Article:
If you missed the live video of Restoring Love, be sure to watch it on-demand — see how here.
On Saturday evening, Glenn Beck delivered what is, arguably, his most moving and impactful address to date. His “Restoring Love” speech, accompanied by symphonic music, touched upon service, worship and the elements needed to move America forward.
Beck opened by addressing the hard work and dedication that thousands of “Restoring Love” volunteers engaged in when they helped those in need at locations across Dallas, Texas, on Thursday (for more on the Day of Service, click here).
“With all the problems in the world and with politicians giving all those speeches, doesn’t it feel good to do the work?,” Beck said in the speech’s opening. “One million meals have just left the stadium. We’re feeding the hungry in 11 cities.There are churches that can worship again when it rains because we — you –put a roof up.”
Beck went on to praise the audience for serving the poor, elderly and others in great need, claiming that these caring individuals served as a “shelter from the storm” for the downtrodden. The popular commentator also encouraged the audience to make service more than a one-time occurrence.
After addressing service, Beck stressed the importance of history, saying that it “is always alive.”
“History breathes. It doesn’t belong behind glass. It belongs to you,” he proclaimed. “History is where we learn, who we really are, everything we have, everything we enjoy was done by someone else before we were born.”
The nation that allows for such wonderful liberties to be enjoyed was inherited by this generation from those who came before us, he said. Beck went on to say that the current generation cannot be blamed for the mistakes of the past, nor can it be credited for the successes that came before.
The powerful address continued, urging the audience to fight for America’s future.
“We must not become America in name only. We must always strive to be a great country. We don’t have to spend our inheritance,” Beck said. “We can build on it. Invest it. Improve it. Make it bigger and better. That’s your choice. It’s our choice. Our inheritance is America.”
The popular radio and television host had a challenge for those watching: Rather than taking a back seat, he pushed everyone to “act,” “commit” and “shape the future.” The end goal? The make the nation better than it is today.
“I think there are two kinds of Americans,” he continued. “Those who like to be pushed and those who push themselves. Those who see our problems and refuse to see our blessings, and those who see our problems as our blessings.”
He asked the audience to consider which camp they fall into – the one that likes to be pushed or the one that is consistently pushing itself forward.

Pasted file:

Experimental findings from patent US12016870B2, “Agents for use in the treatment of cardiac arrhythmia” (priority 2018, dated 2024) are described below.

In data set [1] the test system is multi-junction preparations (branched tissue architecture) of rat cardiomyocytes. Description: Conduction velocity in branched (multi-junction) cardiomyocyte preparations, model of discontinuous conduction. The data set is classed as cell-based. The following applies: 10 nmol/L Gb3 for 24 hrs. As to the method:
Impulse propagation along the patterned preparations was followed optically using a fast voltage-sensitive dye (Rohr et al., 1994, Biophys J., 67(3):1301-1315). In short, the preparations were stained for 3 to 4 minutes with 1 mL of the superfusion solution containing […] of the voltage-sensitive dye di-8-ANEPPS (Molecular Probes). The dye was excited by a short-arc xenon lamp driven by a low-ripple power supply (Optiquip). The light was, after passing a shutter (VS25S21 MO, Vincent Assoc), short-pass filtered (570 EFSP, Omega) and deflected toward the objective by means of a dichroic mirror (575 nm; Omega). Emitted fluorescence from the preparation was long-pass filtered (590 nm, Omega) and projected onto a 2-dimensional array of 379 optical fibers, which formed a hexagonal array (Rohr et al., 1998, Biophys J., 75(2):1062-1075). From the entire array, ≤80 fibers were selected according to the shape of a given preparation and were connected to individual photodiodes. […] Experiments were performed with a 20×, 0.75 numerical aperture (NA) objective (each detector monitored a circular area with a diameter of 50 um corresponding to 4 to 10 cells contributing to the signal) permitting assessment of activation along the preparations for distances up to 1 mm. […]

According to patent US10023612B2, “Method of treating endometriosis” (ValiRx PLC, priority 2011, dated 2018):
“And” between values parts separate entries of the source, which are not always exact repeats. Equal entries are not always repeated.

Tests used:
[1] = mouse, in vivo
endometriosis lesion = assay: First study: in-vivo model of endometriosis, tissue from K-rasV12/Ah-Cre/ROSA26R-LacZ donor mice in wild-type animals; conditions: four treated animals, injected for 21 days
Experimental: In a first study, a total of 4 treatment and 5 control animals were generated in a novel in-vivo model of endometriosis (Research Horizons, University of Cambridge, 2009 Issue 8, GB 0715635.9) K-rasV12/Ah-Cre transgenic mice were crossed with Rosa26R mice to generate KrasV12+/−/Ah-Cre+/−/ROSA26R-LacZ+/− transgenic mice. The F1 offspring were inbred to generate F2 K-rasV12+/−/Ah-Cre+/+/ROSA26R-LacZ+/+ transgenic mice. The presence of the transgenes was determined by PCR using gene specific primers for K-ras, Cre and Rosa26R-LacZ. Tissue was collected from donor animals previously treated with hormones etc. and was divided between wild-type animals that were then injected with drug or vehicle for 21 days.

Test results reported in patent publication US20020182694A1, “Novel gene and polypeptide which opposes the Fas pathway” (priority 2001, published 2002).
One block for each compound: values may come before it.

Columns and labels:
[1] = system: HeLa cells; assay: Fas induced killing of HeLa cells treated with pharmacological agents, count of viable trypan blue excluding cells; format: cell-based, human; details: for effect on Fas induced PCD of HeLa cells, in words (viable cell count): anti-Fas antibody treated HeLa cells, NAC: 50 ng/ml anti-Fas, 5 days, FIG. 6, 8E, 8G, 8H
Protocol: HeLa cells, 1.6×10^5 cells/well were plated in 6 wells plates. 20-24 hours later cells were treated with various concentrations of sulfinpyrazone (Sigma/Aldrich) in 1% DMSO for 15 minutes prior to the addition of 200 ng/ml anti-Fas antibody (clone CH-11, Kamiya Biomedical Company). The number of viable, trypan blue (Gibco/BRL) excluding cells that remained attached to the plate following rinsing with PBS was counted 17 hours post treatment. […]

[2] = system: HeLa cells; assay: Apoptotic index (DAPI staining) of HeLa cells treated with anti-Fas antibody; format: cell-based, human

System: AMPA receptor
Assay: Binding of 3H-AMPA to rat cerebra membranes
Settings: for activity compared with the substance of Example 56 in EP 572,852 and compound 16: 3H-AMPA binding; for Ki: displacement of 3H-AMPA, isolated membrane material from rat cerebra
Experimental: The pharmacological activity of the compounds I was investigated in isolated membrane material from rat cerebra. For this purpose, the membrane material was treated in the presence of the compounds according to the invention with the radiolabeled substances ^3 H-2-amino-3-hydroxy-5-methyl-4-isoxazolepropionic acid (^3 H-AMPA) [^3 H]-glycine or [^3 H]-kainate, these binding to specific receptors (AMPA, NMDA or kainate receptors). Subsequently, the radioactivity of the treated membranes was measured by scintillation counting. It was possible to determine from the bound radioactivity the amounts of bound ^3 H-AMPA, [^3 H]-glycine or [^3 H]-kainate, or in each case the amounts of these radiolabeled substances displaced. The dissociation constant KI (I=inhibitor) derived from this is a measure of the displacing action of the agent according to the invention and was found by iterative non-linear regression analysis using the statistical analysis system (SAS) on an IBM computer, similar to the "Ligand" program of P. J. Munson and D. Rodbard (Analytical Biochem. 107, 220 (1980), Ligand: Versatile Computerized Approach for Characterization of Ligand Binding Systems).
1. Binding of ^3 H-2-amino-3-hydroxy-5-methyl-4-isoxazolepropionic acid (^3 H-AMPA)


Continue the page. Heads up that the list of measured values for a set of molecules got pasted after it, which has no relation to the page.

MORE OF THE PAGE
Beck then went on to discuss past movements and the generations that fought for racial justice. He praised Martin Luther King and his “dream” and said that the civil rights leader “did not wait for the arc of history to bend towards justice.”
Here’s an excerpt from this powerful portion of the speech:
“He and millions like him pushed…they pushed and they pushed uphill.
They pushed and they were pushed back by water cannons. They pushed and they were pushed back by billy clubs and tear gas.
They pushed and they were pushed back on the bridge at Selma. They pushed and they were pushed off the bus in Montgomery.
They pushed and they were pushed into jail. They pushed and some gave their lives…but they never stopped pushing. And in the end…
They bent history towards justice. That was their inheritance to us.”
Beck went on to further stress the importance of history, telling the crowd that it “isn’t about a bunch of dead guys staring at us sternly from the textbooks and the paintings.” Instead, he said everyone is building history with all of the choices we make.
The importance of the decision to act compassionately – to restore love – was at the center of much of his speech. From feeding the poor to helping someone who is hurting, Beck said that Americans are “builders” and “helpers.” The government, he contended, shouldn’t be in the business of stopping people from serving those in need.
“We will have a great country again. And a great legacy for our children!
We will not give up. We will not give up our inheritance. We will not give up the right to feed the hungry…the right to care for the sick…the right to run a bake sale!
We will not give someone else…the work of our hearts…the work that we must do. We will do it…because we are already doing it.
I will not let go. I will not sit down. I will not comply. I will not comply. Because I know…I know this: America is not done.”
Beck told the audience to remember that history is a “guide” and “not a guarantee.” He spoke about a “new birth of freedom” and stressed the importance for all Americans to be a part of the process.